News

One in six patients with heart failure with reduced ejection fraction (HFrEF) develops worsening HF within 18 months of an initial diagnosis, according to research published in the Journal of the American College of Cardiology, and these declining patients aren’t receiving the right standard of care.

Women with type 2 diabetes are more likely than those without to develop more advanced, aggressive forms of breast cancer, Reuters reported of a study Feb. 27.

A recently published mouse study may offer clues about why premenopausal women are less prone than men to “nondipping hypertension,” a condition in which blood pressure doesn’t drop its normal 10 to 20 percent at night.

With the American College of Cardiology’s annual congress fast approaching in March and two new JACC medical journals slated to launch later this year, the ACC is lining up its priorities for 2019.

The global market for transcatheter treatment of the mitral and aortic valves is expected to double over the next five years, according to a new report from BCC Research. The industry analysis projects an increase from $4 billion in 2018 to $8 billion in 2023, at a compound annual growth rate (CAGR) of 14.8 percent.

A small-scale study out of Germany has concluded thrombectomy—an already proven treatment for large intracranial vessel occlusions in adults—is also safe in children.

A new matchstick-sized continuous glucose monitor (CGM) can be implanted under the skin, allowing diabetics to track their blood sugar without the inconvenience of finger pricks and patches, according to a CBS report.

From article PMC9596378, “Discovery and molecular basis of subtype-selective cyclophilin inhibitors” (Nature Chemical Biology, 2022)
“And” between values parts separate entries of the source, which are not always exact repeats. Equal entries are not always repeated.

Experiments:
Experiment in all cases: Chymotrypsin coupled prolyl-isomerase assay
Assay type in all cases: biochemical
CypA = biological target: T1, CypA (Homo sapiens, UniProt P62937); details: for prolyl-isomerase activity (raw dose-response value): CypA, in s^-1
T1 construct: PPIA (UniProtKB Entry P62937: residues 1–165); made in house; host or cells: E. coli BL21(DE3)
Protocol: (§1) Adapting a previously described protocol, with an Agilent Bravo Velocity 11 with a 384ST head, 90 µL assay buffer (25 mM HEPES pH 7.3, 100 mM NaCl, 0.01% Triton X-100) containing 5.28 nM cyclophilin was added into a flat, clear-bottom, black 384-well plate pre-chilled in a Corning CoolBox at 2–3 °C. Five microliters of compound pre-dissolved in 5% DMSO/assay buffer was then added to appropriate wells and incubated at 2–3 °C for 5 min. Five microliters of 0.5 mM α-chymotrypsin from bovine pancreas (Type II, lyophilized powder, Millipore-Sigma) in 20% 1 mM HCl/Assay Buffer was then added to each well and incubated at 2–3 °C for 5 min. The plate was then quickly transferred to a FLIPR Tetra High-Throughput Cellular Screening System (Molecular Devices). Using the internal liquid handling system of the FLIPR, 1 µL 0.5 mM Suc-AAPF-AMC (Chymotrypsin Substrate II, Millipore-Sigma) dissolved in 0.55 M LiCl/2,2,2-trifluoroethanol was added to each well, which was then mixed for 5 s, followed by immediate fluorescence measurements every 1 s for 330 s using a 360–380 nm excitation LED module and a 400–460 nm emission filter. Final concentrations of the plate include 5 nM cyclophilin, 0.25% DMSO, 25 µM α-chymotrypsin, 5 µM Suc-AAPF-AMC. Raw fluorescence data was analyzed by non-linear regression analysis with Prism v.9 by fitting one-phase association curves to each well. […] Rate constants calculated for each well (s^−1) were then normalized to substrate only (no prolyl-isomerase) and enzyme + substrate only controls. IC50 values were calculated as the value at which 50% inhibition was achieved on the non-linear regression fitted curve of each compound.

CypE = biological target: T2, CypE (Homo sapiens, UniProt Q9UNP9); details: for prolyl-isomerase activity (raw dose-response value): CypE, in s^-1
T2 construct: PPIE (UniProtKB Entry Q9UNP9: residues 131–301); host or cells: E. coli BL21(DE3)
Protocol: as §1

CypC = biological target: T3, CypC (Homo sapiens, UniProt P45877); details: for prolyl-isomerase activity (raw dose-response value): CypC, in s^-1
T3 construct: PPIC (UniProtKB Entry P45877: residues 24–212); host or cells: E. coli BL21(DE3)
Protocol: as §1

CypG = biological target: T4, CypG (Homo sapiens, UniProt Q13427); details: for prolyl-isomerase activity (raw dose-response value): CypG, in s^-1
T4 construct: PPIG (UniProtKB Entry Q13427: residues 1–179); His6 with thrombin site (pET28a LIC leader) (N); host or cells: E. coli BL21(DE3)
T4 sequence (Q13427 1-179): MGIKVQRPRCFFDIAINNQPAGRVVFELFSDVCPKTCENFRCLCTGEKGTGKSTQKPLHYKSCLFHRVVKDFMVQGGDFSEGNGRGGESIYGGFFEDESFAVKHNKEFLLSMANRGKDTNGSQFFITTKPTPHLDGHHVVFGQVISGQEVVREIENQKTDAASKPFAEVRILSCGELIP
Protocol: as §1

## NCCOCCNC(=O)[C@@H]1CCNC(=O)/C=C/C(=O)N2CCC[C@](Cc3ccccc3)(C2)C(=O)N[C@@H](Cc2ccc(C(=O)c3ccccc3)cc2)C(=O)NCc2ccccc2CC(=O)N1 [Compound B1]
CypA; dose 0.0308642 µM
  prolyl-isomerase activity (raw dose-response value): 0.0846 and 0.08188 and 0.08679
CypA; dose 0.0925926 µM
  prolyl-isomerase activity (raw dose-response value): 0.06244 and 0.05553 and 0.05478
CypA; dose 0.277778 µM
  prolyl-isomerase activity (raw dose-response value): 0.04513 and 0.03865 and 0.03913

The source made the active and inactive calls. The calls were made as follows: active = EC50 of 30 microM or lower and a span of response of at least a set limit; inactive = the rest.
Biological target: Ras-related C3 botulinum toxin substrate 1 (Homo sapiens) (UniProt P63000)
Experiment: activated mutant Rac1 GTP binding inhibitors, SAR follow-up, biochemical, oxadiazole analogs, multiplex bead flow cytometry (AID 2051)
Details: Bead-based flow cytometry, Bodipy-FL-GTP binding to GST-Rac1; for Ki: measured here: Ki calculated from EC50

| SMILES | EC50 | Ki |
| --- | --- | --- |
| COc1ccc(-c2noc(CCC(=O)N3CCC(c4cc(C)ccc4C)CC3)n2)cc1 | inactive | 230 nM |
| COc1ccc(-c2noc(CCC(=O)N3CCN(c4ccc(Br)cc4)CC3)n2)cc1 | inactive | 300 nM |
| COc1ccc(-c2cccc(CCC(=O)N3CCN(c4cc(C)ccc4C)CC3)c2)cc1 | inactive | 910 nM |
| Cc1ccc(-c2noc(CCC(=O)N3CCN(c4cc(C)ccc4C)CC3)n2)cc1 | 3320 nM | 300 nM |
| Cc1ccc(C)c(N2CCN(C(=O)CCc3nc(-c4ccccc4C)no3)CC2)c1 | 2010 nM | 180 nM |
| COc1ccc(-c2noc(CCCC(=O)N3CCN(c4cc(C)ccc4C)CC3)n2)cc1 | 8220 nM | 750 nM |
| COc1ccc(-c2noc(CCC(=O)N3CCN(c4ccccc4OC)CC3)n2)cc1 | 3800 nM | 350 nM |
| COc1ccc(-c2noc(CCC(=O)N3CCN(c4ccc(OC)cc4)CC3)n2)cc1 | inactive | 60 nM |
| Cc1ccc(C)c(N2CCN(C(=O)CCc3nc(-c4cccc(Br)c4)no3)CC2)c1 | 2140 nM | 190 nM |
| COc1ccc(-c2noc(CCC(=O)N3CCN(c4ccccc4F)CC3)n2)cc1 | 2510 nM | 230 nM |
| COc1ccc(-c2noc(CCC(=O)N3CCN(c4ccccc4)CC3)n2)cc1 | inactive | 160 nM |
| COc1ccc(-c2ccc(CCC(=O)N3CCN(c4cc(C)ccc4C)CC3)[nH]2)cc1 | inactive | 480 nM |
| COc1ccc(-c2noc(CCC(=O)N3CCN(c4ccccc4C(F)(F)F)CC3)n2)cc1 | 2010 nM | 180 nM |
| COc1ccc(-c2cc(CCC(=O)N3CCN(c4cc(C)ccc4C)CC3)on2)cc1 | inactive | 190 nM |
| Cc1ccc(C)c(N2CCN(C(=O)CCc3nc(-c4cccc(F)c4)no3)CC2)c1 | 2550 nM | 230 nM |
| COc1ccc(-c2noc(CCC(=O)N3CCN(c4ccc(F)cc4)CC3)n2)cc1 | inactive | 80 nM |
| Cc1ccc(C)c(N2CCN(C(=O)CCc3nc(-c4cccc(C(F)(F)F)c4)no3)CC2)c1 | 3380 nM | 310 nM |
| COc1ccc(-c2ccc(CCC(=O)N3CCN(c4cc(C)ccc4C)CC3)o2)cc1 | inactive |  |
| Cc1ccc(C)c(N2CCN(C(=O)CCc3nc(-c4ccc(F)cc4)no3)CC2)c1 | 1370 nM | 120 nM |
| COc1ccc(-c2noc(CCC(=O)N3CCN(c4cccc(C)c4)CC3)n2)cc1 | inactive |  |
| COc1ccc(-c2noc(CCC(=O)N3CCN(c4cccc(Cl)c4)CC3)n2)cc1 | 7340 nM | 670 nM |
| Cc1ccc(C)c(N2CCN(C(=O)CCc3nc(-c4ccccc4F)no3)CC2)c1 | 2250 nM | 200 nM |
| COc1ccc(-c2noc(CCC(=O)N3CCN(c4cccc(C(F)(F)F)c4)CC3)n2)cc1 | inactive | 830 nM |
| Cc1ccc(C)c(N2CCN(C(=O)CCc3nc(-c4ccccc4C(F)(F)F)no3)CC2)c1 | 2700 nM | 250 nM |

Two of Medtronic’s drug-eluting stents (DES)—the Resolute Onyx and the Resolute Integrity—have been granted FDA approval to treat coronary artery disease patients with chronic total occlusion (CTO), the company announced Feb. 26.

Employees at Baylor St. Luke’s Medical Center in Houston made 122 mistakes in the labeling of blood over a four-month period, according to a federal review prompted by the December death of a 75-year-old woman who received the wrong blood type and died after suffering repeated bouts of cardiac arrest.

Electrocardiograms (ECG) acquired using a chest strap could be a quality alternative to traditional ECGs when used to diagnose atrial fibrillation (AF), researchers reported in the American Journal of Cardiology.

Physician bias against overweight and obese patients is not only prevalent in today’s medical landscape, according to an analysis published in JAMA Feb. 20—it could also be overshadowing quality care and driving some of those patients further from the doctor’s office.

ACC.19 will feature 36 late-breaking clinical trials and clinical research studies, starting with the Apple Heart Study’s findings on the ability of a smartwatch to help identify atrial fibrillation. That question is just one of many the conference will address, says ACC.19 Program Chair Andrew Kates, MD, professor of medicine and director of the cardiology fellowship program at Washington University School of Medicine in St. Louis. During a conversation with Cardiovascular Business, Kates predicted trial highlights and previewed some ACC.19 program innovations.